The R&B obsessed garage-rockers deliver their signature punk-soul stylings while exploring new, more varied musical terrain.
Along with the Detroit Cobras and the Hard Lessons, the Dirtbombs round out the top tier of Detroit’s garage-rock revisionist scene. It seems trivial to talk about positioning, especially since many of these groups collaborate and share musicians. But in a city rich in Motown nostalgia and disheartened spirits, the Dirtbombs can claim title as the unofficial message-bearer -- reviving metro Detroit through pure force and will. We Have You Surrounded, the band’s 5th full-length release if you include the sprawling If You Don’t Already Have a Look compilation, delivers the group’s signature punk-soul renderings with a taste of pretty much everything else. Space prog-rock, distortion interludes, French pop covers; you name it, it’s here.
Following the cult success of the Gories and that band’s ultimately turbulent breakup, guitarist Mick Collins set out to create a new, more varied musical group. He founded the Dirtbombs in the mid '90s with the intention of recording only 7” records. The plan was subsequently squashed by an initial label’s demand for a full LP, but that “singles band” mentality still remains. With dual drums and bass guitars, the band holds the conviction that more is better. It’s a mantra that feels right at home in the EP-dominated era of 1970s soul, and the explosive, room-filling sound that characterizes the band’s live performances is successfully captured throughout We Have You Surrounded.
On “Sherlock Holmes”, guitars crunch over a mid-tempo march while Collins languidly pleads his worth. Originally taken from 1980s electronic pop duo Sparks, the cover replaces synths with background distortion and rallying drum rolls. If there were any such thing as a guitar-heavy, punk rock slow dance number, this would be it.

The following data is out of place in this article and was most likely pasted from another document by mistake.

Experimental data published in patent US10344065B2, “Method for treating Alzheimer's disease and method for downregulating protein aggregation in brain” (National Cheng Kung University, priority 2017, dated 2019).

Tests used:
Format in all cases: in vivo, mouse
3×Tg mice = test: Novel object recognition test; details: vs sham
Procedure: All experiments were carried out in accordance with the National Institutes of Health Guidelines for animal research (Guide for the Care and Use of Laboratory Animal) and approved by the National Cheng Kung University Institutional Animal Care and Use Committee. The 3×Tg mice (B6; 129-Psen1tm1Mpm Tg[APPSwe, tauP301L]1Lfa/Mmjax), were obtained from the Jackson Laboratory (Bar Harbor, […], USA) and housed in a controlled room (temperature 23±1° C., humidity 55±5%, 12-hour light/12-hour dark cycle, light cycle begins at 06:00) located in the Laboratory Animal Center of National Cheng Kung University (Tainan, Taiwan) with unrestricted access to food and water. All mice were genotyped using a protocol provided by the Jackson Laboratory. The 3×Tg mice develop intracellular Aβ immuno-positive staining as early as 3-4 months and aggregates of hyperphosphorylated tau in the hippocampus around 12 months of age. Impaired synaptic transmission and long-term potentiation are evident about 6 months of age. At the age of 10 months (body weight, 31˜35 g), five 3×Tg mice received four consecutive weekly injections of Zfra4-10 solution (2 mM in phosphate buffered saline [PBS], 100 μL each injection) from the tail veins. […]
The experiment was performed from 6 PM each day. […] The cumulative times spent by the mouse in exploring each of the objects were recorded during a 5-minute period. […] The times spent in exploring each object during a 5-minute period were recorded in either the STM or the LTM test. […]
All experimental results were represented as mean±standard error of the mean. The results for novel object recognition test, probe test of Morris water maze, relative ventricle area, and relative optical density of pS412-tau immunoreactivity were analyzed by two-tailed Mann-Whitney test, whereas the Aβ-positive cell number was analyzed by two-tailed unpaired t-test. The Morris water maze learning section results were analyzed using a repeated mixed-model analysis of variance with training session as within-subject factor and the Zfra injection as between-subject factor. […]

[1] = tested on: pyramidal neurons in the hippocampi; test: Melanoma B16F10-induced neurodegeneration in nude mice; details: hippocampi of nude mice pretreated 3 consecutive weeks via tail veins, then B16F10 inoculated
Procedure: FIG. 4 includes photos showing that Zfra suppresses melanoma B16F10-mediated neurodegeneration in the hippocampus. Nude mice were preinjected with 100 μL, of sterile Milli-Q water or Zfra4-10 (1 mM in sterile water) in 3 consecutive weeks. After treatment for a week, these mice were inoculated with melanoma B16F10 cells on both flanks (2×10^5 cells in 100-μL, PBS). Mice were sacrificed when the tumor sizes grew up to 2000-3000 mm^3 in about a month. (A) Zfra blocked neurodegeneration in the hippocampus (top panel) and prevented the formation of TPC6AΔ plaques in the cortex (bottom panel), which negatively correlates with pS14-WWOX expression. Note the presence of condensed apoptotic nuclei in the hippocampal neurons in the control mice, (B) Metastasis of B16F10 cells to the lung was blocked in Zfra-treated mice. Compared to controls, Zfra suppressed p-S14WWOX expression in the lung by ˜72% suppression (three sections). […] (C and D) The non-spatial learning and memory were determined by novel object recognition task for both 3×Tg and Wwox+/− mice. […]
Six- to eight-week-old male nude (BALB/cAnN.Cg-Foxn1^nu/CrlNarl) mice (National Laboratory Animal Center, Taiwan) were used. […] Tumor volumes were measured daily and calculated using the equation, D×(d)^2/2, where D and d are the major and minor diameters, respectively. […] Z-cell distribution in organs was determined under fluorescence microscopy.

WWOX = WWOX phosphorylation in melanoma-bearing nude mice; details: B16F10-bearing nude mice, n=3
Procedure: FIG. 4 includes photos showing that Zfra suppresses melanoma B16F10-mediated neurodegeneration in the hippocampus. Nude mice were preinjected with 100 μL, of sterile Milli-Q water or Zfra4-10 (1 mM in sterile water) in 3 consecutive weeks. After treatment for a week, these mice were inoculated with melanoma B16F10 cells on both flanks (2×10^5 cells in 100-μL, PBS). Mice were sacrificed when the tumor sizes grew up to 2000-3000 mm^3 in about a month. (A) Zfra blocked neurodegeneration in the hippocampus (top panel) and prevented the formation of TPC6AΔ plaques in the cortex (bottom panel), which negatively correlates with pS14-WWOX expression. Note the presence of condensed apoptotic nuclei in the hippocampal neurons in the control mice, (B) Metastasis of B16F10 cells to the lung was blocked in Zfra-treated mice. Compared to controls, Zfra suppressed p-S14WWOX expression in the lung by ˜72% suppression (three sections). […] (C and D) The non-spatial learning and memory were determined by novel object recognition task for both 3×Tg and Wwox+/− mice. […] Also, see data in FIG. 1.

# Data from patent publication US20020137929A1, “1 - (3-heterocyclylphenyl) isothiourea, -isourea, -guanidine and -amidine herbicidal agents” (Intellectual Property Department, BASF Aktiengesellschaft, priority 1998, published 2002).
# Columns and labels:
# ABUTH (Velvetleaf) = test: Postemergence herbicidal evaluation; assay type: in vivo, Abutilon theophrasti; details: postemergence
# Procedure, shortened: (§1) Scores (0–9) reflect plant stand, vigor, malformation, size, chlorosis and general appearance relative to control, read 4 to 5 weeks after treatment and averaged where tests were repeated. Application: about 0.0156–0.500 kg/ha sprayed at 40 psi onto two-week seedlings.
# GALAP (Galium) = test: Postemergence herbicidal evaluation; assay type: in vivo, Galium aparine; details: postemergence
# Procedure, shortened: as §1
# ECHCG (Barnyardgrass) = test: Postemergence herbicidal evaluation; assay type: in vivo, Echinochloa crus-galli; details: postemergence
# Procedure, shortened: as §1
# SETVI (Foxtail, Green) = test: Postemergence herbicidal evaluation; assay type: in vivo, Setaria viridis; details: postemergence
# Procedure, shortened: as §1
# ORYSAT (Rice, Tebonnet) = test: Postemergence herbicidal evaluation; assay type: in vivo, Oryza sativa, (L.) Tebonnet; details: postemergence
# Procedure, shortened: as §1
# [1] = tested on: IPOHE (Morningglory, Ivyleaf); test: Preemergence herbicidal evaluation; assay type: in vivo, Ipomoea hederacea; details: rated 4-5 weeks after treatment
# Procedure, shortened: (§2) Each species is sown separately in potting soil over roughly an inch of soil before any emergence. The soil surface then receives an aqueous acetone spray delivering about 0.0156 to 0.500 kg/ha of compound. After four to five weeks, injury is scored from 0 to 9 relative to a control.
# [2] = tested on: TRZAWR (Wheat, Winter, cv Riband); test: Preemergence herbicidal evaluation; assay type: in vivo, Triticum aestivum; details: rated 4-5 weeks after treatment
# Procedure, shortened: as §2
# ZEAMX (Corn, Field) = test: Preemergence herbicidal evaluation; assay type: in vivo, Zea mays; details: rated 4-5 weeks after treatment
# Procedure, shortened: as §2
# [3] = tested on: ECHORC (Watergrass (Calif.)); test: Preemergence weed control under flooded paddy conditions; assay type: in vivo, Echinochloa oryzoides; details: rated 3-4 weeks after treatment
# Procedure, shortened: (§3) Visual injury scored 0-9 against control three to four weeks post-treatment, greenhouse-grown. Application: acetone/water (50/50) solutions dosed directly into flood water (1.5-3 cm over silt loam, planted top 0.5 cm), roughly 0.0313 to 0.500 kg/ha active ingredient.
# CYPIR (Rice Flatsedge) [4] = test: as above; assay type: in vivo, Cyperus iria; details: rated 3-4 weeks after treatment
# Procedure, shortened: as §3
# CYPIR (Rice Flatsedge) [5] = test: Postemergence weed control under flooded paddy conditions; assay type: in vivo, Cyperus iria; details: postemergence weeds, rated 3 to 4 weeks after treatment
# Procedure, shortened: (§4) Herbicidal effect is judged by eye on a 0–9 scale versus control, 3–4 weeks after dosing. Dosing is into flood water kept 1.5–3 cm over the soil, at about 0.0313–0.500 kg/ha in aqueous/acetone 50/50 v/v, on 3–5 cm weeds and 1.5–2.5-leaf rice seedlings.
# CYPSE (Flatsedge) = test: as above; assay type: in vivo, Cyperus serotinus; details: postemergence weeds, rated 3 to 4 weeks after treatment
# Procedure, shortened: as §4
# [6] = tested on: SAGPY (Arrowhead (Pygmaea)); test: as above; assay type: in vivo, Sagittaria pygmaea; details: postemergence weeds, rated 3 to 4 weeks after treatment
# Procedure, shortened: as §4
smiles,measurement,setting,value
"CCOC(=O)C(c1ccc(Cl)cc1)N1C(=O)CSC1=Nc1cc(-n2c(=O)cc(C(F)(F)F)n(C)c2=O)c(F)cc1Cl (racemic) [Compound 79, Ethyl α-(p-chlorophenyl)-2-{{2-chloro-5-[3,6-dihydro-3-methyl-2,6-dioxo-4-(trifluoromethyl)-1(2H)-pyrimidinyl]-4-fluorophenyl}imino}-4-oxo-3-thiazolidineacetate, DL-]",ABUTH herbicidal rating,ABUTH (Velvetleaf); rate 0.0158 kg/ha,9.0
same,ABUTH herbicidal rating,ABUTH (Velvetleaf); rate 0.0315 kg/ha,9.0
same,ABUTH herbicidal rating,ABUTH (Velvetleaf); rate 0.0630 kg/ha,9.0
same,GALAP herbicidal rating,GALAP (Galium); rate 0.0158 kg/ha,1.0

“Leopardman at C & A” places Collins behind a megaphone and adds a slight delayed emphasis to his description of a savage American landscape -- consumption, media indoctrination, and all. Over thumping drums and streaky guitar cuts, he quotes comic book writer Alan Moore, proclaiming, “We’ll hunt down television sets and kill them for their skins”. There is a cynical undertone that pervades the album. But for anyone who has lived in Detroit for the past 20 years, a sense of disparagement is completely understandable.
Despite the diverse musical directions explored on this album, the band’s fixation with soul and R&B seeps its way into many of the songs. In the waning moments of album standout “Ever Lovin Man”, the frantic rhythm section and double churning guitars coalesce with Collins’ passion-drenched yowls. The track is a raw, energetic romp with an emotionally devastating quality that recalls 2001’s Ultraglide in Black.
Ultraglide showed that Collins could take on the hefty chops of Barry White, even imbuing his cover of “I’m Qualified to Satisfy You” with a cock-sure assertiveness that the original couldn’t muster. Collins’ voice harkens back to some of the grittier soul crooners of the '60s and '70s, singers like Otis Clay or Chuck Jackson. But he can just as easily shift from a deep baritone to a sweet falsetto that’s as delicate as it is manipulative. The variety of musical styles on Surrounded is certainly a testament to the band’s many influences, but more remarkably to Collins’ vocal dexterity. Regardless of genre, he has one of the most exciting and potent voices in music today.
Aside from the quizzical pairing of the abrasive eight-minute noise breakdown “Race to the Bottom” with a relatively neutral cover of the euro pop track “La Fin du Monde” at the backend of the album, the scattered nature of We Have You Surrounded is adventurous and wholly rewarding. This is the sound of an extremely skilled group of musicians working on every cylinder and impulse. And if you think these musical choices are bold, just wait for that bubblegum album.